Venantius Fortunatus, Poems 2.7 (De domno Saturnino, 'On lord Saturninus'), 31-38
The poem extols the virtues of Saturninus, before describing the most famous aspect of his martyrdom – how he was tied to a raging bull, which dragged him through the city, breaking up his body.
Hinc ferus inpatiens mox curva per avia raptus
passim membra pii fundit in urbe viri.
Tum mulier collegit ovans et condidit artus,
una sed famula participante sibi.
Haec fuit insignis rapiendae causa coronae, 35
gloria martyrii sic celebrata nitet.
Ante sepulchra pii dantur modo dona salutis
et corpus lacerum corpora multa fovet.
'So the animal in its rage quickly charging in twisting career scattered the limbs of the holy man [Saturninus] everywhere in the city. Then a woman joyfully gathered and buried his bodily remains, with only a single servant sharing in the task. (35) This was the illustrious cause of his winning the crown; the glory of his martyrdom enjoys such brilliant renown. Before the holy man's tomb to this day gifts of healing are granted, and his torn body now brings relief to many bodies.'
Text: Leo 1881, 35-36. Translation: Roberts 2017, 85.
Saint NameSaturninus, bishop and martyr of Toulouse : S00289
Saint Name in SourceSaturninus
Type of EvidenceLiterary - Poems
Evidence not before565
Evidence not after576
Activity not before251
Activity not after576
Place of Evidence - RegionGaul and Frankish kingdoms
Place of evidence - City name in other Language(s)Tours
Major author/Major anonymous workVenantius Fortunatus
Cult activities - PlacesBurial site of a saint - tomb/grave
Cult Activities - MiraclesMiracle after death
Cult Activities - Protagonists in Cult and NarrativesWomen
Cult Activities - RelicsDiscovering, finding, invention and gathering of relics
Bodily relic - entire body
SourceVenantius Fortunatus was born in northern Italy, near Treviso, and educated at Ravenna. In the early 560s he crossed the Alps into Merovingian Gaul, where he spent the rest of his life, making his living primarily through writing Latin poetry for the aristocracy of northern Gaul, both secular and ecclesiastical. His first datable commission in Gaul is a poem to celebrate the wedding in 566 of the Austrasian royal couple, Sigibert and Brunhild. His principal patrons were Radegund and Agnes, the royal founder and the first abbess of the monastery of the Holy Cross at Poitiers, as well as Gregory, the historian and bishop of Tours, Leontius, bishop of Bordeaux, and Felix, bishop of Nantes, but he also wrote poems for several kings and for many other members of the aristocracy. In addition to occasional poems for his patrons, Fortunatus wrote a four-book epic poem about Martin of Tours, and several works of prose and verse hagiography. The latter part of his life was spent in Poitiers, and in the 590s he became bishop of the city; he is presumed to have died early in the 7th century. For Fortunatus' life, see Brennan 1985; George 1992, 18-34; Reydellet 1994-2004, vol. 1, vii-xxviii; PCBE 4, 'Fortunatus', 801-822.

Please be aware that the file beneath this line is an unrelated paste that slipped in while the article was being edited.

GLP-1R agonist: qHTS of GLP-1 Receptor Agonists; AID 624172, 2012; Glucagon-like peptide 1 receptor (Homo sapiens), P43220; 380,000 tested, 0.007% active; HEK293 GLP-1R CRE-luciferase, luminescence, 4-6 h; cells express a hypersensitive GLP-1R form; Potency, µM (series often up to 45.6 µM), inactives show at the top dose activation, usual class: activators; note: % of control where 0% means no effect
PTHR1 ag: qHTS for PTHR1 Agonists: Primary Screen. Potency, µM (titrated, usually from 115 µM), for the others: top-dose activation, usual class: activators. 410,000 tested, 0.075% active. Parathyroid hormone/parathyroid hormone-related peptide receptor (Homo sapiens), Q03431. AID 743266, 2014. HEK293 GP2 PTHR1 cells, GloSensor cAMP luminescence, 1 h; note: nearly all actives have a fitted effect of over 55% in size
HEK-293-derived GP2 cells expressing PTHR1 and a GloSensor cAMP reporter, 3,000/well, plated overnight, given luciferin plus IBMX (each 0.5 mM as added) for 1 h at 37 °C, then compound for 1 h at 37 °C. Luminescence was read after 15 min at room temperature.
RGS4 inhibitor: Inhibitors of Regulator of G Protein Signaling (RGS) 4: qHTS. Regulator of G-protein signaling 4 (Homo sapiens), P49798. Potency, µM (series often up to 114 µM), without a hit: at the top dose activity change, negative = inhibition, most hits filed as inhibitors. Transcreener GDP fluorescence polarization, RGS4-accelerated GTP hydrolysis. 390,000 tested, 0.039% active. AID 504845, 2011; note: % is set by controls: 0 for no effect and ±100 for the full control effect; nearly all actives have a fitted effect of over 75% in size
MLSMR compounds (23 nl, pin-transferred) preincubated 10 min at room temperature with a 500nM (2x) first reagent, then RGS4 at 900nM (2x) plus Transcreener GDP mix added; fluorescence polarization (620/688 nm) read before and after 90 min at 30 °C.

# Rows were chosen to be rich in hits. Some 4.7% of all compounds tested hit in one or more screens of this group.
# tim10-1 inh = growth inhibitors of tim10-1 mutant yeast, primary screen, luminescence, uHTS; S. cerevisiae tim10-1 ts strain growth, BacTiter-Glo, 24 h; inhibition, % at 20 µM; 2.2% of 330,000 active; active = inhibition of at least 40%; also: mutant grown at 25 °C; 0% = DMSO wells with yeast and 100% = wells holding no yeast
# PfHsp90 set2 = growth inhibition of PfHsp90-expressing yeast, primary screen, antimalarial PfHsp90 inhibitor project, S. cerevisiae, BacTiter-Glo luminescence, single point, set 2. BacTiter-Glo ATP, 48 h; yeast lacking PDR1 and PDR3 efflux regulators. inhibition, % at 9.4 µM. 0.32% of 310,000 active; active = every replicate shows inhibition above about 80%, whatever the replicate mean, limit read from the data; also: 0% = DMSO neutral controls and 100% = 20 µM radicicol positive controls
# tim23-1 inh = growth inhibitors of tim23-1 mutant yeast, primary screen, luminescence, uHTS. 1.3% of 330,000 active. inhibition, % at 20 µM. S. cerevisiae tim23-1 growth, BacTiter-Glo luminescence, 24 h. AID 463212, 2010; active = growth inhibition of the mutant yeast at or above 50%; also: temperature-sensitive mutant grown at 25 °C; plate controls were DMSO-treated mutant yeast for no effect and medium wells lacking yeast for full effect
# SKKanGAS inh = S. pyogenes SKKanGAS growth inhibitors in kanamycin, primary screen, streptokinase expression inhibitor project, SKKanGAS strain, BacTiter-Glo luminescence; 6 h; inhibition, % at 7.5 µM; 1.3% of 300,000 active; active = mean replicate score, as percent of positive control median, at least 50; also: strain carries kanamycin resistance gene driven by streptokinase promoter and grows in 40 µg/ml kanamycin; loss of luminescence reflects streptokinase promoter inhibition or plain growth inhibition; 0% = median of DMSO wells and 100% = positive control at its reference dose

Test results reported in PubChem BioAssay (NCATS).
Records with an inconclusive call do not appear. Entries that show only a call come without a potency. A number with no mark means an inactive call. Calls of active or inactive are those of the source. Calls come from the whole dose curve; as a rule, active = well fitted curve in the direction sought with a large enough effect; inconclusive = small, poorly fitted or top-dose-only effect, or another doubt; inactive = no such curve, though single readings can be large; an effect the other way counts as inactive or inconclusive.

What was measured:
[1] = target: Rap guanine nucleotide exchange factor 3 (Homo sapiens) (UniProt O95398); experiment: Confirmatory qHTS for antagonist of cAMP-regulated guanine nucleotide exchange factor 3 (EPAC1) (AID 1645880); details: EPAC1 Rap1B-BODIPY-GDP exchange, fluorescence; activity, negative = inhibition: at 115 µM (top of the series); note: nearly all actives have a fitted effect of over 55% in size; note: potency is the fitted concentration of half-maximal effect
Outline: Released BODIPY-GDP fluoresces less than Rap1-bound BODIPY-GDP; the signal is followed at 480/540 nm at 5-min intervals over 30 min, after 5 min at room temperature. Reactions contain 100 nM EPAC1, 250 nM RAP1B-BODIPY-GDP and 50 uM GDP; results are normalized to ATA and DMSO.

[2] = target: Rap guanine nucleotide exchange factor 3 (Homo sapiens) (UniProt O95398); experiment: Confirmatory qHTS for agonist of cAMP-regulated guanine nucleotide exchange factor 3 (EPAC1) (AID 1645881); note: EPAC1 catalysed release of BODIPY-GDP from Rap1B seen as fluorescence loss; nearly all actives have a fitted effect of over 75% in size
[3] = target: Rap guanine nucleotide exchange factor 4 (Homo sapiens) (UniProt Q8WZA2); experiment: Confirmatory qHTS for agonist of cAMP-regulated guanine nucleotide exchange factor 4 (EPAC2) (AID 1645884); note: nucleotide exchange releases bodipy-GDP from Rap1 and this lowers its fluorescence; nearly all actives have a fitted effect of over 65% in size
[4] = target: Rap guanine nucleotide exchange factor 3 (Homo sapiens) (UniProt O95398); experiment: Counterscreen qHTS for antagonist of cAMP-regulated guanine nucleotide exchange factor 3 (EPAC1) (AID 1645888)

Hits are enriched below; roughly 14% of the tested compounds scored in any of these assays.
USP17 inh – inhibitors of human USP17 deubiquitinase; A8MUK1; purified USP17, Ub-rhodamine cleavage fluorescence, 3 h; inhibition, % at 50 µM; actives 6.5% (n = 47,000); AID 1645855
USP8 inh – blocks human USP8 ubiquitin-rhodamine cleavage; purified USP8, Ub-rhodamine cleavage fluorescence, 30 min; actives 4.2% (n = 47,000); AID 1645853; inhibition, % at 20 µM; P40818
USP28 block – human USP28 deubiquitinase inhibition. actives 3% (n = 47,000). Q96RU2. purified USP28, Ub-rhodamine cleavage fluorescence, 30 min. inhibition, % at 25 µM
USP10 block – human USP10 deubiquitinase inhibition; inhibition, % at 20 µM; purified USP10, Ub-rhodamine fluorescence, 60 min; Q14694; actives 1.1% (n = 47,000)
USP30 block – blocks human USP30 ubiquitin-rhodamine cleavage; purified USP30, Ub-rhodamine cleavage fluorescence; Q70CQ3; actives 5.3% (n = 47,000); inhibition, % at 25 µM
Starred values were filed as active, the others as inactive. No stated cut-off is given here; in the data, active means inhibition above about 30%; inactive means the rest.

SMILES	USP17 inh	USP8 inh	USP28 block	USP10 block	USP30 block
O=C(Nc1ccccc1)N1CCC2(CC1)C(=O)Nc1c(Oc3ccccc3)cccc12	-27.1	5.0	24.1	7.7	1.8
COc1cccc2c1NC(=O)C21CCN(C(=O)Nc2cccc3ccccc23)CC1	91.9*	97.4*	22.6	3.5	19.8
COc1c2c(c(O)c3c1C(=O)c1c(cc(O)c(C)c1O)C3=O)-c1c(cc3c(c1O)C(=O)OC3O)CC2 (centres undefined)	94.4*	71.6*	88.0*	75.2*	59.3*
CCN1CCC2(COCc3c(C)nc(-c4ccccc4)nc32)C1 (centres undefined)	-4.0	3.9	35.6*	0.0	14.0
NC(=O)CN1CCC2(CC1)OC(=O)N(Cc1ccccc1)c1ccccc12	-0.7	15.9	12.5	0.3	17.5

The eleven books of Poems (Carmina) by Fortunatus were almost certainly collected and published at three different times: Books 1 to 7, which are dedicated to Gregory of Tours, in 576; Books 8 and 9 after 584, probably in 590/591; and Books 10-11 only after their author's death. A further group of poems, outside the structure of the books, and known from only one manuscript, has been published in modern editions as an Appendix to the eleven books. For further discussion, see Reydellet 1994-2004, vol. 1, lxviii-lxxi; George 1992, 208-211.
Almost all of Fortunatus' poems are in elegiac couplets: one hexameter line followed by one pentameter line.
For the cult of saints, Fortunatus' poems are primarily interesting for the evidence they provide of the saints venerated in northern Gaul, since many were written to celebrate the completion of new churches and oratories, and some to celebrate collections of relics. For an overview of his treatment of the cult of saints, see Roberts 2009, 165-243.
DiscussionPoems 2.7 and 2.8 were probably written at the same moment, to celebrate the dedication of the church of Saturninus in Toulouse constructed by Launebod, duke of Toulouse. For the church, see Février 1989, 32, and Vieillard-Troiekouroff 1976, 298-300.
For the Martyrdom of Saturninus, see E05623.
BibliographyEditions and translations:
Leo, F., Venanti Honori Clementiani Fortunati presbyteri Italici opera poetica (Monumenta Germaniae Historica, Auctores Antiquissimi 4.1; Berlin: Apud Weidmannos, 1881).
Roberts, M., Poems: Venantius Fortunatus (Dumbarton Oaks Medieval Library 46; Cambridge, MA: Harvard University Press, 2017).
George, J., Venantius Fortunatus, Personal and Political Poems (Translated Texts for Historians 23; Liverpool: Liverpool University Press, 1995).
Reydellet, M., Venance Fortunat, Poèmes, 3 vols. (Paris: Les Belles Lettres, 1994-2004).
Brennan, B., "The Career of Venantius Fortunatus," Traditio 41 (1985), 49-78.
Février, P.-A., "Toulouse," in: N. Gauthier and J.-Ch. Picard (eds.), Topographie chrétienne des cités de la Gaule des origines au milieu du VIIIe siècle, vol. 7: Province ecclésiastique de Narbonne (Narbonensis Prima) (Paris, 1989), 25-32.
George, J., Venantius Fortunatus: A Latin Poet in Merovingian Gaul (Oxford: Oxford University Press, 1992).
Roberts, M., The Humblest Sparrow: The Poetry of Venantius Fortunatus (Ann Arbor: University of Michigan Press, 2009).
Vieillard-Troiekouroff, M., Les monuments religieux de la Gaule d'après les œuvres de Grégoire de Tours (Paris, 1976).